New data shows a small light has flickered on at the end of Australia’s national rental crisis tunnel.
At least, that’s the cautiously optimistic view.
According to the latest report from SQM Research, the national residential property rental vacancy rate edged fractionally higher in April—rising to 1.1 per cent.
Marginally above the 1 per cent vacancy rate recorded in March, it is the first increase this year.
“Rental conditions slightly improved for tenants over April and our weekly rental listings for May suggest another slight easing,” SQM Research managing director Louis Christopher said.
“Potentially more property owners are responding to the tight rental market and are looking to lease their properties once again after taking their investment property off the market during the bleakest periods of Covid.
“So, while it’s way too early to state the worst is over for the national rental market, we may be close to that point.”
As the new figures indicate, the number of available properties now stands at 39,616, about 40 per cent less than the same period last year but up from 36,868 in March.
Sydney, Melbourne and Brisbane vacancy rates remained stable at 1.6 per cent, 1.9 per cent and 0.7 per cent respectively.
But in the smaller capital cities of Perth, Adelaide, Canberra, Darwin and Hobart, rental conditions eased a little with vacancy rates increasing.
Nevertheless, with rental vacancy rates ranging from 0.4 per cent to 0.7 per cent, conditions remained extremely tight.
CBD rental vacancy rates rose in Melbourne to 2.9 per cent from 2.4 per cent and in Sydney to 3.5 per cent from 3.4 per cent.
The average regional rental vacancy rate remained well below 1 per cent despite some regions recording a slight lift in vacancies.
Meanwhile, over the past month, capital city asking rents have jumped nationally with the 12-month increase now standing at 13.8 per cent.
“Clearly landlords remain confident as they lifted their asking rents by another 1.4 per cent over the past 30 days,” Christopher said.
Average house rents in the major cities have recorded 12-month increases of 15.3 per cent and unit rents have risen by 13.1 per cent, up 0.3 per cent and 1.5 per cent, respectively, since March.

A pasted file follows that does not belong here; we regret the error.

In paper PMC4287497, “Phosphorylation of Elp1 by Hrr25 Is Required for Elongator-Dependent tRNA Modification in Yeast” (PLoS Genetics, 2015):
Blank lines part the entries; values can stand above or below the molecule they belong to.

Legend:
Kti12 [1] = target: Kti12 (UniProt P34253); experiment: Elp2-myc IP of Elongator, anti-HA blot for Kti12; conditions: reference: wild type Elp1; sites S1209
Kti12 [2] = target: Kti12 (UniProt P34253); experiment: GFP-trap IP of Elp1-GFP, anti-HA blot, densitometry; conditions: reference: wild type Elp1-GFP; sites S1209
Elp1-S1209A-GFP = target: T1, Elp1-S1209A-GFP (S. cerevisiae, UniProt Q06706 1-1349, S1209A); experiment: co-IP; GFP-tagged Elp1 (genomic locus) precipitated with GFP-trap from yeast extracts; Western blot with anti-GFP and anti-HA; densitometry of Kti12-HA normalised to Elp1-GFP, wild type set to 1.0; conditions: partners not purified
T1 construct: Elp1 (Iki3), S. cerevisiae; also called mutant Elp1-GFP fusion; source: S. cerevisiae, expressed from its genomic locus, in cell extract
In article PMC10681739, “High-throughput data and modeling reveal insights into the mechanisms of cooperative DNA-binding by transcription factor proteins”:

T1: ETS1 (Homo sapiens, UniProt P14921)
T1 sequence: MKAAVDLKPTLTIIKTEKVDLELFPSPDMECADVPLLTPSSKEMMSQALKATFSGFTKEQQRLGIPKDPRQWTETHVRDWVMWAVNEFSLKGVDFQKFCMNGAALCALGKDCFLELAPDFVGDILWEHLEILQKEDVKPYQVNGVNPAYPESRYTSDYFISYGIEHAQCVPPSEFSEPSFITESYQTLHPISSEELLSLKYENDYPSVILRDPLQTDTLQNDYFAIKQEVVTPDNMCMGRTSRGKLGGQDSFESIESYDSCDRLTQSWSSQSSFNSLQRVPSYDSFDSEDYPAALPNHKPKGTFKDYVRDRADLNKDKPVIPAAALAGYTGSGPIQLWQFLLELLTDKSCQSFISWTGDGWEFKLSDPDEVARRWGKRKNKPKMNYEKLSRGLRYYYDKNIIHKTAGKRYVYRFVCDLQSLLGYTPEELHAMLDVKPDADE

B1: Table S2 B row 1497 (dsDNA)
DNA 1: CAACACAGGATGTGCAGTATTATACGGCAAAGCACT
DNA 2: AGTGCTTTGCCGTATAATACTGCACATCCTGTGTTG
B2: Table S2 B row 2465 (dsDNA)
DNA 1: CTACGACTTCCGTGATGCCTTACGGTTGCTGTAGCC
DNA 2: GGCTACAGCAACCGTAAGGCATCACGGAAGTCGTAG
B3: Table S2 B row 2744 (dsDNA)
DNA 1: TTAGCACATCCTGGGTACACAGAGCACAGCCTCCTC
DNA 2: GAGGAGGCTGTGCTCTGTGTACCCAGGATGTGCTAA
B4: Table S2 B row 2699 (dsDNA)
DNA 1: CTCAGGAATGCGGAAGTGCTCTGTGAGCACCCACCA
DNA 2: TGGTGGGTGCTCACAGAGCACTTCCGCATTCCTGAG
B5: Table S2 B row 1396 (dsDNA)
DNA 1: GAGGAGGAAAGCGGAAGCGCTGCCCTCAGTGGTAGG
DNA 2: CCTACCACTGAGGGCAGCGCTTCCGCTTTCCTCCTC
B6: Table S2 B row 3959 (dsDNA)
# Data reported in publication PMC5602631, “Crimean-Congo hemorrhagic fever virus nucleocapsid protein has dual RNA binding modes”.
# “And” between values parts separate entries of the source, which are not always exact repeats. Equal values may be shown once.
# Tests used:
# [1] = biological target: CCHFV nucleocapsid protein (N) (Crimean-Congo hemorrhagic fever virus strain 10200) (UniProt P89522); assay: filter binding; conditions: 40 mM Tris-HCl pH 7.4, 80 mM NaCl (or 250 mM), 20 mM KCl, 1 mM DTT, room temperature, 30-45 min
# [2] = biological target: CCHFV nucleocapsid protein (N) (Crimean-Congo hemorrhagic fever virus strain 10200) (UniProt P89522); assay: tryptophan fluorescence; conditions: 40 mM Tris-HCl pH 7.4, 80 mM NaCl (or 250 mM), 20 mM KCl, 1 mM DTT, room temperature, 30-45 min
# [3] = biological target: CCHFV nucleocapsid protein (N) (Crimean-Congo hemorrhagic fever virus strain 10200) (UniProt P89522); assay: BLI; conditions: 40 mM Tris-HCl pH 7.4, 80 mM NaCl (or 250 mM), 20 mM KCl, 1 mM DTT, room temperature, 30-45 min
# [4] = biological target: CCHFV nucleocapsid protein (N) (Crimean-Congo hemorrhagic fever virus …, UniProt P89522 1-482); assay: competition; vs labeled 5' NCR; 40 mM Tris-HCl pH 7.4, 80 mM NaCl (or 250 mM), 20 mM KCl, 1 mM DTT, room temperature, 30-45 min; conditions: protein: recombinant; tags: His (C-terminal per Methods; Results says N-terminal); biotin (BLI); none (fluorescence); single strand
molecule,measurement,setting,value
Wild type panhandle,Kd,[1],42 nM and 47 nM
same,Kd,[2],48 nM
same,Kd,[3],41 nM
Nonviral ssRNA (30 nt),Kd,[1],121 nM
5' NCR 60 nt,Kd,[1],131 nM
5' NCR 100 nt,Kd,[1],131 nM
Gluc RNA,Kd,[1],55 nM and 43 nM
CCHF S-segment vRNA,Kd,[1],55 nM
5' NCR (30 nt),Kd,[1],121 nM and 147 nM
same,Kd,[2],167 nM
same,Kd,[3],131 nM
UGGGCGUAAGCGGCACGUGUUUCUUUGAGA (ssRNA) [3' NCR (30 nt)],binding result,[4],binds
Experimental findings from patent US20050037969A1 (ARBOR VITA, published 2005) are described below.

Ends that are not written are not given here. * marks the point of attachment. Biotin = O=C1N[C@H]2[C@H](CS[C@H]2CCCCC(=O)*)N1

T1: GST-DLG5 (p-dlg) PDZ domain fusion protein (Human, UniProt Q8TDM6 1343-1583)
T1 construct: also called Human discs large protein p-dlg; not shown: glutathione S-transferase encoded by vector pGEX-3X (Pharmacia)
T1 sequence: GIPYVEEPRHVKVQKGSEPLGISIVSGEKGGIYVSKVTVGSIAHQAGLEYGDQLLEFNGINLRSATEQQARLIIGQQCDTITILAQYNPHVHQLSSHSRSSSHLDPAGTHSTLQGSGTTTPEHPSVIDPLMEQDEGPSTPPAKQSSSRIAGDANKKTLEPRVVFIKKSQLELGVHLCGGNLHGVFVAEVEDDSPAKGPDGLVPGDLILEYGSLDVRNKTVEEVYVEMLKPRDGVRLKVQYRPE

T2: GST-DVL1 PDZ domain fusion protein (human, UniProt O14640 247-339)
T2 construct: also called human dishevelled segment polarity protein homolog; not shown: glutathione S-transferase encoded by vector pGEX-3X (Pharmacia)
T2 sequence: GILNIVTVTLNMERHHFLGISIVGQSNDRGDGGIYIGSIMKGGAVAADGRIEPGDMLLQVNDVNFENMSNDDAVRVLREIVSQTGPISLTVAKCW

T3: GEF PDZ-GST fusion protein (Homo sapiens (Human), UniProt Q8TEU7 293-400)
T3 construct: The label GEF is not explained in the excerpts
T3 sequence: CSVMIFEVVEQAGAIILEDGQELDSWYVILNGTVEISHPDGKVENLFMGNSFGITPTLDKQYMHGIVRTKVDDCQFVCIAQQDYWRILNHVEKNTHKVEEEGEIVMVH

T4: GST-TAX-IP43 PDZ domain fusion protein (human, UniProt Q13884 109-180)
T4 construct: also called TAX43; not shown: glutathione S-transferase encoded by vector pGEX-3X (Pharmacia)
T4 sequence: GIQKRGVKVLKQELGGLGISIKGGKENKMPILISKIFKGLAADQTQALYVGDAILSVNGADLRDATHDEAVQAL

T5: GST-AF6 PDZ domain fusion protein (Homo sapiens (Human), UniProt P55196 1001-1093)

New research commissioned by Hood.ai has revealed Australia’s top 20 locations where landlords are likely to push up rents at the next rental review.
Australia’s top 20 suburbs where rents are set to rise
|Rank||State||Suburb||Property type||Median weelkly rent||Annual rental increase||Vacancy rate|
In all the suburbs, rents have increased at least 33 per cent during the past 12 months, and vacancy rates are under 1 per cent—in some cases 0 per cent.
The top 20 suburbs are spread around New South Wales (8), Queensland (6), Western Australia (4), Victoria (1) and the Northern Territory (1).
Of the suburbs, 17 are in regional locations and three are in the capital cities, while 13 are house markets and seven are unit markets.
Topping the list is Bogangar at Cabarita Beach in northern NSW with an annual rental increase of 52.9 per cent. It is followed by Burrum Heads (51.5 per cent) and Avoca (50 per cent) in Queensland, Hastings Point (47.7 per cent) in NSW and Paradise Point (47.5 per cent) at the Gold Coast.
“Vacancy rates are low in many parts of Australia, which is putting upward pressure on rents,” Hood.ai chief executive Tommy Fraser said.
“Traditionally, when renters get priced out of an area, they tend to shift to a cheaper suburb nearby, but that’s become increasingly hard in the current market, which is forcing tenants to move even further in search of affordable accommodation.”